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I bought the bigger Zebco Omega Pro for my girlfriend to use this summer. It actually feels really good for a spincast reel. Drag is smooth and will be plenty strong for bass. I actually stuck it on a Carrot Stik and its very light. So far she loves it, but we have yet to actuall fish with it. I admit I'd probably try to use it for skipping docks if I would have tried that out before learning to use baitcasters for skipping.

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I have 2 and i like them,  Diawa gold cast and an Abu Garcia 1271.  Both have caught many 4 lbers.   There are many that are not so good, but it depends on who and what they are doing.

I have 2 spincasters and 2 baitcasters as well. I find i use the and get comfortable with them doing different things.  Also a fly rod.

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Both my sister and mom use a zebco omega pro. The biggest fish my sister caught on hers was 6.5#.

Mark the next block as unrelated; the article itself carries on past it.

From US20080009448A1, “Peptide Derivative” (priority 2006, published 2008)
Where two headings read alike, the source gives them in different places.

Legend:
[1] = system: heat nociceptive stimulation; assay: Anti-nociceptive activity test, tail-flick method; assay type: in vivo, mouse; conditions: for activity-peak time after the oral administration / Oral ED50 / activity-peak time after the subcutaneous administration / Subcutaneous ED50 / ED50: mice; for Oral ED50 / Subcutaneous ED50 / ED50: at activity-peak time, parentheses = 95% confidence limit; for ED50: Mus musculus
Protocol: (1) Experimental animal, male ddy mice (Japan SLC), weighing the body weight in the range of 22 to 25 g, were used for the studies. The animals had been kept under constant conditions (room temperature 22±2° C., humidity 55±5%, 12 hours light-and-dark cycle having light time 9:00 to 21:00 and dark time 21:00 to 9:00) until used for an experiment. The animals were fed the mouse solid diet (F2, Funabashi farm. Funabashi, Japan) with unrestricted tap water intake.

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Just got my 5 year old a new one yesterday. I changed out the line, for some 10lb Berkley Big Game. He plans on catching bass, so it better work!

 

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Great shot, Shane!  :thumbsup_blue:

 

My daughter's boyfriend uses nothing but a spincast reel.  Says he can't use a spinning reel.  Find that hard to believe.  Doesn't stop him from catching fish.  My own limited experience with them wasn't good.  Personally feel that they are ok if that is the only ting you have to fish with.  Better than a stick and string.  :eyebrows:

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My opinion... it's like everything else... the right tool at the right time.

 

I fish mostly from a float-tube.  I fish heavily-weeded farm ponds.  I use mostly baitcasting gear, heavy braid, etc.  BUT, there are occasions that I like to cast LIGHT lures (i.e. weightless tubes, etc.).  And being here in Nebraska, it's ALWAYS windy! 

 

I've tried the less expensive spincast reels and most are junk... unreliable, noisy, etc.  But, on a whim, I bought a Zebco Omega Pro.  Oh my!  Smooth... and I can cast that tube just as hard as I need to, INTO the wind, and NEVER have to deal with a backlash or line-loops (like with a spinning reel).  Oh, I still use baitcasting AND spinning reels too, but feel that there IS a place for a high-quality spincast reel in bass fishing.  BTW, I use mostly mono... either XL or XT for them.